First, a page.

When you describe your job to your friends and family, what do you say?

I usually begin with how respectful students are of themselves, of others in the classroom, and of their professors. This is most apparent when one student is struggling in some way— it is encouraging to see how everyone rallies around that student to make him or her more comfortable. Georgetown is a very special community of people who have a shared goal of pursuing knowledge, but who also value kindness and community in a way that is rare.

What do you do outside of Georgetown?

I enjoy theater, and I am a big fan of the theaters on 14th St. – Studio TheaterConstellation Theater. I also visit the museums on the National Mall, particularly the National Gallery of Art. There are so many new great restaurants that have opened up in DC. I live near the U St. corridor, and I really love that area.

What is your favorite memory from college?

I have vivid memories of the cafeteria on Saturday and Sunday mornings… A couple of people would start eating breakfast, then a few more would join, and we would start talking about the night before. That type of storytelling and observational comedy – people trying to make each other laugh by retelling the hijinx of the night before – is a distinctive part of campus life that comes from having so many shared experiences.

Any advice to students on how to make the most out of their times in college?
There’s a lot of criticism of the “bubble” of college. People are always talking about getting out of the bubble, and that’s often for really sound reasons, but I think that students should also appreciate how unique this time can be— you’re in a kind of incubator of strangers, some of whom may become your best friends in life… Also, it’s okay to slow down and give yourself time to grow. Georgetown students are extraordinarily talented, and there are so many choices and opportunities. Learning new things is the work of a lifetime… You don’t have to pursue everything at once.

If you have already fulfilled the language requirement or are a little intimidated by the study of Latin, Professor Nichols’ other courses are “studies” courses, some of which fill the College writing requirement and the MSB history requirement. She is an incredible professor and a really cool person, so look out for her as you pick your courses for the fall!

Want to enter your favorite teacher?

Photo: classic.stanford.edu

Relating To Your Professors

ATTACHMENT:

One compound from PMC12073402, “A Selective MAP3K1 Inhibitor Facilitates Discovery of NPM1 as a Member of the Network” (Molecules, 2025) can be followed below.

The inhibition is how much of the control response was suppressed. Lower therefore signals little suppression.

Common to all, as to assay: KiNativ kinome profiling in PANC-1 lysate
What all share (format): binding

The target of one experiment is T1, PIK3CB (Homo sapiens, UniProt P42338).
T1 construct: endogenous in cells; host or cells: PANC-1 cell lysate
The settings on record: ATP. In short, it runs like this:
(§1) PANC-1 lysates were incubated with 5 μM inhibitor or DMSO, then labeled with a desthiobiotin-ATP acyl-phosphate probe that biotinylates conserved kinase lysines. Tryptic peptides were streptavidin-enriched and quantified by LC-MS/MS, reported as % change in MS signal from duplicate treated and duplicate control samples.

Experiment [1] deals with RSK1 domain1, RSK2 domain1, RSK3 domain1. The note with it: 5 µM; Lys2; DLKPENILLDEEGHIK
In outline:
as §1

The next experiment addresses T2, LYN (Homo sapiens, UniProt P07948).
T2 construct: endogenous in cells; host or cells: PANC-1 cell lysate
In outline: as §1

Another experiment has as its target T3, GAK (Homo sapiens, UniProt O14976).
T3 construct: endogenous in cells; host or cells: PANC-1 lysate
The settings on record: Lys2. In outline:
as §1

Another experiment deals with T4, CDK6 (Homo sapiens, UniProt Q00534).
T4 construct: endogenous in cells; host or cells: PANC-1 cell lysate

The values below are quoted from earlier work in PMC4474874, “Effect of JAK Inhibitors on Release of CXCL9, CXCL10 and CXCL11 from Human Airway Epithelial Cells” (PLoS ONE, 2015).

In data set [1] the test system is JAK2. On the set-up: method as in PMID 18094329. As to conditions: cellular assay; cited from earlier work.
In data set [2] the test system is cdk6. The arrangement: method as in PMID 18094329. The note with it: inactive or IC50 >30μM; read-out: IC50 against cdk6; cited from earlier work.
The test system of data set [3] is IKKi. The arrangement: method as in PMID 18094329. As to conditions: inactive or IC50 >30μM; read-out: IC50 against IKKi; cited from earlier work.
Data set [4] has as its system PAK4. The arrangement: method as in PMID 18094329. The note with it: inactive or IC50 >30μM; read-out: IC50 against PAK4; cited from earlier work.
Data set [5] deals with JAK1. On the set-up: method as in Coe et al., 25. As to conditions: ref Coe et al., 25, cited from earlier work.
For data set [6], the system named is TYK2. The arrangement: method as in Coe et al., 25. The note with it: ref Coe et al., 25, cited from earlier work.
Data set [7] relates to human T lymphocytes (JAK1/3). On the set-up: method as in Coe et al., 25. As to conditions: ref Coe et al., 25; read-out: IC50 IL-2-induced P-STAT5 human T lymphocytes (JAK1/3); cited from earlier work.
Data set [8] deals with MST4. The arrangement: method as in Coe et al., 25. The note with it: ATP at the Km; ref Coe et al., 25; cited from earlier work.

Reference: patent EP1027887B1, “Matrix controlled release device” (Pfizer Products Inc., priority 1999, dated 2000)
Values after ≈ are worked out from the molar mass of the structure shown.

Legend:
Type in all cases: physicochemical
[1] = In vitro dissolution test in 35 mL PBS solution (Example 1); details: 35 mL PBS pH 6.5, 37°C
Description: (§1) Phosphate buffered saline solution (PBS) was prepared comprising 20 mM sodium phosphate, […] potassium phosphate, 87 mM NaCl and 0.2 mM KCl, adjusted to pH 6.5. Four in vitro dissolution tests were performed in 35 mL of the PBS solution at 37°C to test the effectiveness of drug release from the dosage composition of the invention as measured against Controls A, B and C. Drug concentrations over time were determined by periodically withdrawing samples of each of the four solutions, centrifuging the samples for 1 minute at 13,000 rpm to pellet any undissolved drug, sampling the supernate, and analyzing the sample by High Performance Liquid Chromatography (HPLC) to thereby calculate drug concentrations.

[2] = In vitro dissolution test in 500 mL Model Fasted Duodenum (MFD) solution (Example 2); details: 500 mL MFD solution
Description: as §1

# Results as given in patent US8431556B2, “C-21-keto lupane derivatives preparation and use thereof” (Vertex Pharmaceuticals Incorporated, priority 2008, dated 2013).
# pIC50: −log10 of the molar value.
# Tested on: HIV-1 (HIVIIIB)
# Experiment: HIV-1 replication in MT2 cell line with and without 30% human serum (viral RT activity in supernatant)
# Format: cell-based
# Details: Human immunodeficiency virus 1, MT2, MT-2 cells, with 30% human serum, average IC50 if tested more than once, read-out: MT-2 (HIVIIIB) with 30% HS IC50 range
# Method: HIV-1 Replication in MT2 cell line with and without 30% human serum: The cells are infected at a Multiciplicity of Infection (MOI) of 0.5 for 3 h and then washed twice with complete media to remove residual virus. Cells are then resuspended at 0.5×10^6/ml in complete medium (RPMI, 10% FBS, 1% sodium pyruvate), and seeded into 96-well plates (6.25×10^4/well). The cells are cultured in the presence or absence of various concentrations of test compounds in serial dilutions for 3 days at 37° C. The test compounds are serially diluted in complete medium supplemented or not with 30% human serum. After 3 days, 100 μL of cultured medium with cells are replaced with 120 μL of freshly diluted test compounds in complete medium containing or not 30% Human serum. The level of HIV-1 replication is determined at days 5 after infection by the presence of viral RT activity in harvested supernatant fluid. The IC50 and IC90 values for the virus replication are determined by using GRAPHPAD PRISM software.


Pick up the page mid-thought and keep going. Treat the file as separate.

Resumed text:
After seeing your professors at DayGlow or seeing them browsing the romantic novel section in CVS (awk), wouldn’t you be at a loss for how to handle seeing them in your next lecture or discussion?

Possibly, but because that rarely happens there is still the everyday question of how we relate to them.

Fear not, Hoyas!

As a connoisseur of all things awkward, I have come up with a system to help you navigate the waters of professordom.

Relating to your professor or TA is easier than you think!

Important things to remember:

1. They are humans too (even if you’re sure you saw them twitch when they spilled coffee on themselves that one time).  Nobody’s perfect (cue Hannah Montana), and if you’ll remember that when you’re dealing with a tough situation, you will always have a better perspective.

2. Communication is key. We all have times when we would rather not talk to our professor or TA about an issue. The type of issue does not matter, but rather the openness of conversation. It is always better to be transparent with your professors, and they will appreciate your maturity for communicating openly.

3. Staying on top of your game is a great way to strengthen your relationship with a professor. Often, it’s not the most desirable way to relate to your professors, but you will get major brownie points if you show up for class prepared, on time, and with a good attitude. If you don’t like the subject, try to keep an open mind! Your professor will see your willingness to learn and be impressed.

4. Go. To. Office. Hours.

This point cannot be stressed enough. Even if all you do is ask your professor about their research or education, you will immediately gain their respect. As I am sure you have noticed, professors love to talk about themselves. So why not use that to your advantage? Just schedule an appointment or drop in for office hours. You will be glad you did—and hey! They may even start to recognize you in class.

Photo Cred: http://mytwopennies.com/wp-content/uploads/2010/02/ben.jpg